Hewlett, New York
January 26, 1973
The Long Island Rail Road (note the space) was a far different railroad in 1973 than a decade earlier. Losing money since 1935 and bankrupt in 1949, the road was still using cars that dated as far back as 1908. In spite of a 12-year redevelopment program beginning in 1955, giving the road freedom from most state and local taxes and payments to parent Pennsylvania Railroad, by the time the program expired in 1966 the road was again in trouble. Work slowdowns, wildcat strikes and strike threats, wrecks and a blizzard were par for the course.
Meanwhile, then-governor Nelson Rockefeller had already begun overseeing a massive project for rehabilitating the LIRR. In 1965 the State of New York purchased the railroad from the Pennsylvania Railroad, its long-suffering owner since 1900 and itself in increasing financial difficulty. (The $65 million paid for the LIRR did little to help; the Penn Central merger and spectacular banktruptcy thereof were only a few years away). A design for a new M-1 multiple unit car was developed and a fleet of 620 ordered from the Budd Company. A new authority, to eventually become the Metropolitan Transportation Authority (MTA) was created to run the whole thing.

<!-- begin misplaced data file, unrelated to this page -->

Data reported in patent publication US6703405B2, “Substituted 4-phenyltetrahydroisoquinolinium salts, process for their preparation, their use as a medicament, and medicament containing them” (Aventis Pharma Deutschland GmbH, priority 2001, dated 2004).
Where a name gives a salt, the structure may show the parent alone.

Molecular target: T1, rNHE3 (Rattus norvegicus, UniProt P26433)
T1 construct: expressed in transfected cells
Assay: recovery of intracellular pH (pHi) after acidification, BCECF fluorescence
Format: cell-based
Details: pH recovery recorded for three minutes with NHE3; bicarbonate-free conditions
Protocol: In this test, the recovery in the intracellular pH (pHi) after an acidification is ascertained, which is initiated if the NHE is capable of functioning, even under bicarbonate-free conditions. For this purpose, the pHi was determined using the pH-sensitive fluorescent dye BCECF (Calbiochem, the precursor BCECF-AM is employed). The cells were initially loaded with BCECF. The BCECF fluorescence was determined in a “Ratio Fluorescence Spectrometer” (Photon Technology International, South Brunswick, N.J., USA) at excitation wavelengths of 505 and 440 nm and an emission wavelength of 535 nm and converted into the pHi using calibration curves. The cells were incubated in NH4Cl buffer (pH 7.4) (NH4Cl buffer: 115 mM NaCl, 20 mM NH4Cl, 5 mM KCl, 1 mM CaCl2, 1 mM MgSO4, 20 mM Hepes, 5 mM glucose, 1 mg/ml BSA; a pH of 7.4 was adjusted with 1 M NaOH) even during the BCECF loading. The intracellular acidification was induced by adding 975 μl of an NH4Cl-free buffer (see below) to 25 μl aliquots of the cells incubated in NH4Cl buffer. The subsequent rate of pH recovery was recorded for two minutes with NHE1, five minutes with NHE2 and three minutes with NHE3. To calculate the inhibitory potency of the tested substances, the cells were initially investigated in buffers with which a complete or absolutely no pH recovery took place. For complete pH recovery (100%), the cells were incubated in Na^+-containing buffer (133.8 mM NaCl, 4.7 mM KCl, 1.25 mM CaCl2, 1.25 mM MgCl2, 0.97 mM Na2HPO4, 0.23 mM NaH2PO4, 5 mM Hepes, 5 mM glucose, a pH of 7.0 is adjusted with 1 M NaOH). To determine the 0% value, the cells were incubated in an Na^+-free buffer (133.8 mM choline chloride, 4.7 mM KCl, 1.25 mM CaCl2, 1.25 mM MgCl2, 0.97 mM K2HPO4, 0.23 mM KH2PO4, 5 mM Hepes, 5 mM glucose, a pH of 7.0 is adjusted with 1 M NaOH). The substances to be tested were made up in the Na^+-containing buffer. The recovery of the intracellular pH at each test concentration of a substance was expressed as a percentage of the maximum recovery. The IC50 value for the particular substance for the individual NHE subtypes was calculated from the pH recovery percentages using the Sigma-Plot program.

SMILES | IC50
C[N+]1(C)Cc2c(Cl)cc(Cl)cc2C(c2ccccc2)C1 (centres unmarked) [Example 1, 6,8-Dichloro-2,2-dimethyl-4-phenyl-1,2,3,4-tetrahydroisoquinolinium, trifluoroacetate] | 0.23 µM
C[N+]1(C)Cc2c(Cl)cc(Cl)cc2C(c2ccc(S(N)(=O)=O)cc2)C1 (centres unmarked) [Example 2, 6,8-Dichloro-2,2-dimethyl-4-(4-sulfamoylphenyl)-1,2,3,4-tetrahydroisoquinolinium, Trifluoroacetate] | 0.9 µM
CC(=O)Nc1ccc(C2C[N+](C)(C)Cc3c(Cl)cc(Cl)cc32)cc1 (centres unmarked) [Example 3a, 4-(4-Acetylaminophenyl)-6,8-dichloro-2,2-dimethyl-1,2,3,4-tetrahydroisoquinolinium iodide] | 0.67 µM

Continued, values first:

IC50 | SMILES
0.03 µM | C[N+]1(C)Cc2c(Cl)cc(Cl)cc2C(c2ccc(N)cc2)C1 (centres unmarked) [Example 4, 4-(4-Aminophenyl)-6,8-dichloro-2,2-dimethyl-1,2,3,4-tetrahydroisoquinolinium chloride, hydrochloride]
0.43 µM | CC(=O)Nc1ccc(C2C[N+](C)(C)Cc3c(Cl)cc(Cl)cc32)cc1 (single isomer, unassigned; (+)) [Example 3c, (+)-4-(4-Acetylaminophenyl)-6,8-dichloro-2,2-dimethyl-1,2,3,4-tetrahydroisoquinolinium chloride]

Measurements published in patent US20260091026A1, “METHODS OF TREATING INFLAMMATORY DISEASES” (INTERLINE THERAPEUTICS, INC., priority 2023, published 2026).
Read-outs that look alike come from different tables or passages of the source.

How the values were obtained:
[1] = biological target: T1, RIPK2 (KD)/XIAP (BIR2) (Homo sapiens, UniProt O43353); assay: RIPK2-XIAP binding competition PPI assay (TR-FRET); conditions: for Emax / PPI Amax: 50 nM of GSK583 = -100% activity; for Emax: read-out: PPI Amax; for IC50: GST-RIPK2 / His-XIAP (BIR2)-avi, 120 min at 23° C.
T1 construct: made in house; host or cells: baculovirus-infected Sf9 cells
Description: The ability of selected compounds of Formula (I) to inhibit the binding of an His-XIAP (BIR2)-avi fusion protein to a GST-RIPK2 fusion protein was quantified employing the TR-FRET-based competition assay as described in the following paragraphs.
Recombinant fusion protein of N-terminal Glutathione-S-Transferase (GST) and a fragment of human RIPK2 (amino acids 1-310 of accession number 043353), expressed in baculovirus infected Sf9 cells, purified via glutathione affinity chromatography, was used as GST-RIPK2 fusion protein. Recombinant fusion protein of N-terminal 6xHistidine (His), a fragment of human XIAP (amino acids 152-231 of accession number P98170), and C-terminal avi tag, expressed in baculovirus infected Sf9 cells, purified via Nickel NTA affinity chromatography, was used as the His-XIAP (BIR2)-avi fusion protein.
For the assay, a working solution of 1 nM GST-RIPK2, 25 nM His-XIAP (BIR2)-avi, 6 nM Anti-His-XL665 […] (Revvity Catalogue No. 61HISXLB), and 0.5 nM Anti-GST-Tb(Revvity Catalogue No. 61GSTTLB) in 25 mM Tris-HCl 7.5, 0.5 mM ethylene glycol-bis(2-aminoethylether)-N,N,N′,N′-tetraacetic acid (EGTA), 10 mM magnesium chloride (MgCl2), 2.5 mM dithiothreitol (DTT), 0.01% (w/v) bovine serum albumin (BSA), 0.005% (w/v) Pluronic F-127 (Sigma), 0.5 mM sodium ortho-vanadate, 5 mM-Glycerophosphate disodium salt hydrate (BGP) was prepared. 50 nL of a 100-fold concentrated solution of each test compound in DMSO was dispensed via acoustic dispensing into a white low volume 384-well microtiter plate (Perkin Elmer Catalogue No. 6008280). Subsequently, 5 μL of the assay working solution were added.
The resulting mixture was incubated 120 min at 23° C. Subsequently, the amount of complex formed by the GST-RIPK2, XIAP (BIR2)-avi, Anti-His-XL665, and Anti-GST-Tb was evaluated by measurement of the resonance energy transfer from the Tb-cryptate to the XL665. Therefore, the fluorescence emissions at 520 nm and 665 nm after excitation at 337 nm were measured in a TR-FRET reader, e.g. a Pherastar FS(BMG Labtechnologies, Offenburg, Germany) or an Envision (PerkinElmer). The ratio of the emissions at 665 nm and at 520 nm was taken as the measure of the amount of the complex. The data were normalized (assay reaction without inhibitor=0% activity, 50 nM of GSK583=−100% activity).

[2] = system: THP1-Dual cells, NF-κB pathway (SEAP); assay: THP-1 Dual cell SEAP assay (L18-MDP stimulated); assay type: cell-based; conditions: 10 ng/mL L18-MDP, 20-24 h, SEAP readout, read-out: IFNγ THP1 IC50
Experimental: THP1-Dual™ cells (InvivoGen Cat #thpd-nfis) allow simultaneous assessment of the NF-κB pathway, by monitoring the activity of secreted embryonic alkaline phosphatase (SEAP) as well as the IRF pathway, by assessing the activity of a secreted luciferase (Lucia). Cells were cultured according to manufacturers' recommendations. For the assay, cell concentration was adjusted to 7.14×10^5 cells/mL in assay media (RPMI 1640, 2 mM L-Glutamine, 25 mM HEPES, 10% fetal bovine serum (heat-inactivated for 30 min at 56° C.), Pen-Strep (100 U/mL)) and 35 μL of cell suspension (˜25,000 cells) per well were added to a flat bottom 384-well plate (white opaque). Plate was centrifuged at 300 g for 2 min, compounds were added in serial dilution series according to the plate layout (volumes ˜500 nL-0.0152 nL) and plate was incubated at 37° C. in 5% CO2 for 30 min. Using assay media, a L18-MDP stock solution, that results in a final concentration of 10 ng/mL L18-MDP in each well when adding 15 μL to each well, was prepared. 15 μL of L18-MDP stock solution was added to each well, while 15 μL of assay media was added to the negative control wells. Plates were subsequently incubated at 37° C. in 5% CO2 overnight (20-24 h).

Unfortunately the new M-1 cars were rushed into service and soon rushed right back out again when serious bugs were discovered in braking and propulsion, necessitating the creation of a major 100-hour training program for 800 shopmen. It was at this time that Rockefeller made his famous statement (on August 7, 1968) that within two months the Long Island's commuter service was going to be the finest in the country. Although service was at least back to "normal" at year's end, it took a bit longer for his prediction to be (at least somewhat) realized.
Here an outbound train of M-1's is seen arriving at the Hewlett, Long Island station on the LIRR's Far Rockaway Branch, south of Valley Stream.
Last updated 3/28/2018. Text and photo ©2018 Lamont Downs.